RICHMOND (KRON) — A massive scrap metal fire sent plumes of smoke into the air on Tuesday.
Now, officials say they have detected a dangerous chemical in the air.
One of the chemicals found is known to cause cancer.
Air samples collected from Tuesday’s fire at a Richmond scrap metal facility proved to be as toxic as expected.
“It’s always concerning when you have smoke–all smoke–all smoke from fires are toxic,” Contra Costa County Environment Health Department Chief Officer Randy Sawyer said.
Most concerning from the air samples collected is the discovery of the cancer-causing chemical benzene, three times over the safe limit in Point Richmond and 40 times over the safe limit across the street from the facility.
And this is likely due to what was in the scrap yard.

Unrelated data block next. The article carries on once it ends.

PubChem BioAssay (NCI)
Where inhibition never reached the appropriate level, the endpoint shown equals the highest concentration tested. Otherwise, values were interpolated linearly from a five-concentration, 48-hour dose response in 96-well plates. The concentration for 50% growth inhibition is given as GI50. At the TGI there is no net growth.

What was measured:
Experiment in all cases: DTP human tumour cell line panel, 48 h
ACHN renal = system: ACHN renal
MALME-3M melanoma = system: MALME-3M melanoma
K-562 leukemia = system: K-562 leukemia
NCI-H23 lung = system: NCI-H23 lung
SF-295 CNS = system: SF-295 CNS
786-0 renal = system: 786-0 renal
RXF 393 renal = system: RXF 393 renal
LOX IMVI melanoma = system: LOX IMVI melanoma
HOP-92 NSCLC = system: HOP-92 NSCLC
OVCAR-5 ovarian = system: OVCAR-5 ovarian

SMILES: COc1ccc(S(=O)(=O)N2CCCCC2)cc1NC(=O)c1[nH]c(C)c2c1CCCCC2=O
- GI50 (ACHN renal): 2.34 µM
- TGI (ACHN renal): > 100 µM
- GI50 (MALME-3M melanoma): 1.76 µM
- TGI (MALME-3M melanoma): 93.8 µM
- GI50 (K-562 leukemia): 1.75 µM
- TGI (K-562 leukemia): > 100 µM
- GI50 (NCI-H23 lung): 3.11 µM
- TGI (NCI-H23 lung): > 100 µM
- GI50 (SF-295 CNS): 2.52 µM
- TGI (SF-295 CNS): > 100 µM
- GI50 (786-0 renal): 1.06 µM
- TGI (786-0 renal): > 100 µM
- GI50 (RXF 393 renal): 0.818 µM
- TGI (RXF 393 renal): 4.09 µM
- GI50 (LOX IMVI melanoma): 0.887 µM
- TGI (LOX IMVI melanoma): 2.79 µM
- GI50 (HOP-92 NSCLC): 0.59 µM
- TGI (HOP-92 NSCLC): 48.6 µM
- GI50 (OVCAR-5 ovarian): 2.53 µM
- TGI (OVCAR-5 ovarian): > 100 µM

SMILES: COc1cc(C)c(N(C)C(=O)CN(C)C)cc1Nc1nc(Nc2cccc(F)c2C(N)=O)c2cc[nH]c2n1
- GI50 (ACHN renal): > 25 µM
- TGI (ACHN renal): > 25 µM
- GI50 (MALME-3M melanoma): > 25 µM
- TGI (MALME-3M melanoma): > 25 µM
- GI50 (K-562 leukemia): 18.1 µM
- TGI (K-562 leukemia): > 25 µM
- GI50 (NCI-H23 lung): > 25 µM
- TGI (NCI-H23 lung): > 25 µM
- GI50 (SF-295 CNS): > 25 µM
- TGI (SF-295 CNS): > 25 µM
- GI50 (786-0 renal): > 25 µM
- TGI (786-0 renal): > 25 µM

“Basically, they had a number of automobiles they were dismantling,” Sawyer said. “There might have been fuel left like gasoline or motor oil or upholstery and plastics inside the vehicle that could burn.”
The fire burned for some 10 hours, and residents were warned to stay inside.
Many are still contacting the county with concerns.
“We tell them if they are having symptoms now, they should contact their healthcare provider,” Deputy Contra Costa County Health Officer David Goldstein said. “Long-term risks–we are more concerned about chronic exposure to these types of chemicals and particulates than the acute event would have caused them long-term injury.”
Fire officials are still investigating the cause.
The air district is still determining if the facility will be fined for violating any regulations.
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